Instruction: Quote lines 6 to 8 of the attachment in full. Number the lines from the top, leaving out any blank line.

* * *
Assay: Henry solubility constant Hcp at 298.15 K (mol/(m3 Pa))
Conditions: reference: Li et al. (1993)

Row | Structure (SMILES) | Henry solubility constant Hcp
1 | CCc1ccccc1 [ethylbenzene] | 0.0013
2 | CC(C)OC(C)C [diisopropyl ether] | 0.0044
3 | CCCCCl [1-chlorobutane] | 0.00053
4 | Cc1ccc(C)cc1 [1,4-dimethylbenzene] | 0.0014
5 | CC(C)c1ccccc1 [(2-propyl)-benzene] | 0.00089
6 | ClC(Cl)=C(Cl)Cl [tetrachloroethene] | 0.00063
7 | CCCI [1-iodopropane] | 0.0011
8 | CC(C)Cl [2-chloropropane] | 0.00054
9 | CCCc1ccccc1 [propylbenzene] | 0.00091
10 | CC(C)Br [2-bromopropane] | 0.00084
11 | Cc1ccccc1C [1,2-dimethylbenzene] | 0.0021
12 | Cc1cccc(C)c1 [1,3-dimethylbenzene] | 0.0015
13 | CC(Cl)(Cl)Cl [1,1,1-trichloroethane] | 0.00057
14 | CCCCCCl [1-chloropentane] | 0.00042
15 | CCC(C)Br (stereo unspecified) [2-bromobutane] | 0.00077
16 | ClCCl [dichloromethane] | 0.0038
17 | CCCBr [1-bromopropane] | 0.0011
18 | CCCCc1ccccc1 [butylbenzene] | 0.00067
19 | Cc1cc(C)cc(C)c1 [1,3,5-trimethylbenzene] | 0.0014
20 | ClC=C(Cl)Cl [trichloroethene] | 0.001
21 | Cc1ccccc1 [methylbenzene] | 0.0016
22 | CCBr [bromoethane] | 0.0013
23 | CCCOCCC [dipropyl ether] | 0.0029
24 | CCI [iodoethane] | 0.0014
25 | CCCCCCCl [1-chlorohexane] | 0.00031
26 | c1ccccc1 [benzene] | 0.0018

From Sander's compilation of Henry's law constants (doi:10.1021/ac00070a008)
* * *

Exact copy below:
3 | CCCCCl [1-chlorobutane] | 0.00053
4 | Cc1ccc(C)cc1 [1,4-dimethylbenzene] | 0.0014
5 | CC(C)c1ccccc1 [(2-propyl)-benzene] | 0.00089